States

Limo Drivers Settle Case Over Job Misclassification for $750,000 

limo driver

From the Connecticut Law Tribune, Robert Storace reports on a case in which limousine drivers settled their claims that they had been misclassified. Robert writes: Twenty-three current and former drivers for Connecticut Limousine have secured a $750,000 settlement against the company after challenging the alleged misclassification of drivers as independent contractors, instead of employees. In their November…

Are you an employee or a contractor? Carpenters, strippers and dog walkers now face that question 

Dog Walker

From the Los Angeles Times, Margot Roosevelt wrote an outstanding article describing many of the challenges of the gig economy and independent contractor classification. Margot writes:  When Kristyn Hansen first took a job at Stews Barber Shop, she cut hair nine hours a day, three days a week. She earned no overtime pay, had no mandated…

Overview of the Construction Workplace Misclassification Act

From Lawyers.com, Larry Pitt provides an overview of Pennsylvania’s Construction Workplace Misclassification Act. Larry writes: The Construction Workplace Misclassification Act (Act 72) prohibits such misclassification of construction workers and penalizes employers who do so. Misclassifying Employees as Independent Contractors is Prohibited The U.S. Department of Labor encourages workers to be aware of their rights under…

Exotic dancers rally against local lawmaker over workers rights

From ABC 10 San Diego News, Mackenzie Maynard reports on protests by exotic dancers against the ABC standard adopted by the California Supreme Court and included in a bill by Assemblywoman Lorena Gonzalez. Mackenzie reports: SAN DIEGO (KGTV)- It was a battle over workers rights at a rally downtown Thursday. Assemblywoman Lorena Gonzalez directly addressing…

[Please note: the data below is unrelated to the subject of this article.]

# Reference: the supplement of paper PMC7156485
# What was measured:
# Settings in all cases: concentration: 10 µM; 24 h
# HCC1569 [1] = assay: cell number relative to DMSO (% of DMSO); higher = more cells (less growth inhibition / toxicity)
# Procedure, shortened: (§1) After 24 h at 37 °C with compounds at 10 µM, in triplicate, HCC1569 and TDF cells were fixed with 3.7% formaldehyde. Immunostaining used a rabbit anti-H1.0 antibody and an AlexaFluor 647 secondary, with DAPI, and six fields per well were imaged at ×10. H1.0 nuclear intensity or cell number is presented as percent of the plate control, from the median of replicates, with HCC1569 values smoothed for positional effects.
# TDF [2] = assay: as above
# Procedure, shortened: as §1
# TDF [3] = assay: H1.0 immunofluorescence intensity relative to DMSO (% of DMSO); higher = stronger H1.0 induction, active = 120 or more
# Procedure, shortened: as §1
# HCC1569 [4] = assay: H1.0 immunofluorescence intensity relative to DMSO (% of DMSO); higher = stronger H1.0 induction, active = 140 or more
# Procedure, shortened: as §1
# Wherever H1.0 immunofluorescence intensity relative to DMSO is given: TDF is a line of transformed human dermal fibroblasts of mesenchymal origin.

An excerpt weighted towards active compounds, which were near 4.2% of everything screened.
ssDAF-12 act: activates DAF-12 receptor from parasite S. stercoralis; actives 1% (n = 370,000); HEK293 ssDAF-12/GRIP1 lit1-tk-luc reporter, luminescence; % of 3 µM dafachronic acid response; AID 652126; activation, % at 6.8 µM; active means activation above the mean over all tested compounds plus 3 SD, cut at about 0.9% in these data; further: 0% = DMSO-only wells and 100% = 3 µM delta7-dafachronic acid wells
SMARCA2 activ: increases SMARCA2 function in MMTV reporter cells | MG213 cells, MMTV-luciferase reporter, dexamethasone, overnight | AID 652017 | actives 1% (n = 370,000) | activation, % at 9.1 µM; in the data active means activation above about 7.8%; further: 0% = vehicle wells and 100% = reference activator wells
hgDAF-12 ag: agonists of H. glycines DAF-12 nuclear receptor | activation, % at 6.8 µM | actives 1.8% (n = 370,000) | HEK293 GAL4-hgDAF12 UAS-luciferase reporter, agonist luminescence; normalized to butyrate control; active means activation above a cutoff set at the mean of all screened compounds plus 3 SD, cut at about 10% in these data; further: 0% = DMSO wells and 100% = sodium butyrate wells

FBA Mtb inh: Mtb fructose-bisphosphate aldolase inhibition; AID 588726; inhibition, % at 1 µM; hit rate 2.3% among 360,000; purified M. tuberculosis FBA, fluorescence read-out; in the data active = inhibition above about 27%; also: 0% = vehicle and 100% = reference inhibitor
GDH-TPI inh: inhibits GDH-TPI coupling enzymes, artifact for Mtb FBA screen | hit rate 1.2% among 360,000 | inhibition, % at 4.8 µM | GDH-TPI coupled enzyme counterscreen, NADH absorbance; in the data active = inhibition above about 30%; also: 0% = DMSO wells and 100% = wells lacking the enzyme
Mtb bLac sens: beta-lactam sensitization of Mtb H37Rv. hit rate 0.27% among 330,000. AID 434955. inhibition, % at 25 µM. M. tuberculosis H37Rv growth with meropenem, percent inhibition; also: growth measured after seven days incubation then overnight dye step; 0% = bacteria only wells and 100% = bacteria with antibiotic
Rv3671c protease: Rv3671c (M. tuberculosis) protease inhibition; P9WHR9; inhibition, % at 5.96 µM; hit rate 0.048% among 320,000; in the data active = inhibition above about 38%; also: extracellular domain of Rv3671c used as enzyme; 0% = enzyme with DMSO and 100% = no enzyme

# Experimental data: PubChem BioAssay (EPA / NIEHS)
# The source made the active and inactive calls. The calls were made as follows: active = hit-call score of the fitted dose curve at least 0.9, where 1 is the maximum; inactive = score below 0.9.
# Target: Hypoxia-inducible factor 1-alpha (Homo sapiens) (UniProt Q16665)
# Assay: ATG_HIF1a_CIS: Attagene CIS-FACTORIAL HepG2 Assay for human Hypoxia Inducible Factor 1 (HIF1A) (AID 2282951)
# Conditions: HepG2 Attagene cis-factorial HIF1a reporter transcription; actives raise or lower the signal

New York City Sets Minimum Wage for Independent Contractors of Ride-Hailing Companies 

new york city traffic

From Lexology, Jeffrey H. Ruzal and Carly Baratt report that New York City has set minimum rates for ride sharing companies such as Uber and Lyft. They write: On December 4, 2018, New York City’s Taxi and Limousine Commission (“TLC”) voted to require ride-hailing companies operating in New York City to compensate its drivers who are treated…

New Jersey ABC Test: Third Circuit Decides It Isn’t Preempted by Federal Law

Map Of New Jersey 3d Shape

From The National Law Review, Michael D. Thompson discusses the Third Circuit Court of Appeals decision that the Federal Aviation Administration Authorization Act does not preempt New Jersey’s ABC test for determining if a worker is an employee or independent contractor. Michael writes: In determining whether the FAAAA preempts a state law, courts consider whether the law’s…

Third Circuit Rules That FAAAA Does Not Preempt New Jersey’s ABC Test for Determining Independent Contractor Status 

Map Of New Jersey 3d Shape

From JDSupra, Alexander Chemers and Ryan T. Warden report that the Third Circuit Court of Appeals found that the Federal Aviation Administration Authorization Act of 1994 (FAAAA) did not preempt New Jersey’s ABC test. Alexander and Ryan write: Tasked with determining whether New Jersey’s ABC test was preempted by the FAAAA, the Third Circuit began by reviewing previous preemption…

Proposed bills threaten business for hairdressers, salon owners 

From the Auburn Reporter, Julee Broberg argues against changes to laws classifying workers as employees or independent contractors without reviewing how they might affect hairdressers and salon owners. Julee writes:  Intermediary employees. Contributing agents. Worker wage boards. This is the gobbledygook that hairdressers and salon owners like my wife, Julee, are trying to make sense of…

Indiana Supreme Court Rules Driver Not Employee Of Business Connecting Drivers With Customers 

Indiana

From JDSupra, Adam Lounsbury and Robert Frederick Seidler discuss a recent Indiana case in which a driver was found to be an independent contractor under the ABC test. Adam and Robert write: Q.D.-A, Inc. “is a business that connects drivers with customers who need too-large-to-tow vehicles driven to them.” The company acts as a matchmaker, matching the needs…

Ohio Limits Joint Employment Status For Franchisors 

From Lexology, Mathew A. Parker reports on the new Ohio statute that limits the liability of franchisors as joint employers of franchisees. Matthew writes: Ohio recently amended its definition of “employer” in order to limit the joint employer status of franchisors. Effective March 20, 2019, franchisors will not be considered joint employers with their franchisees unless one…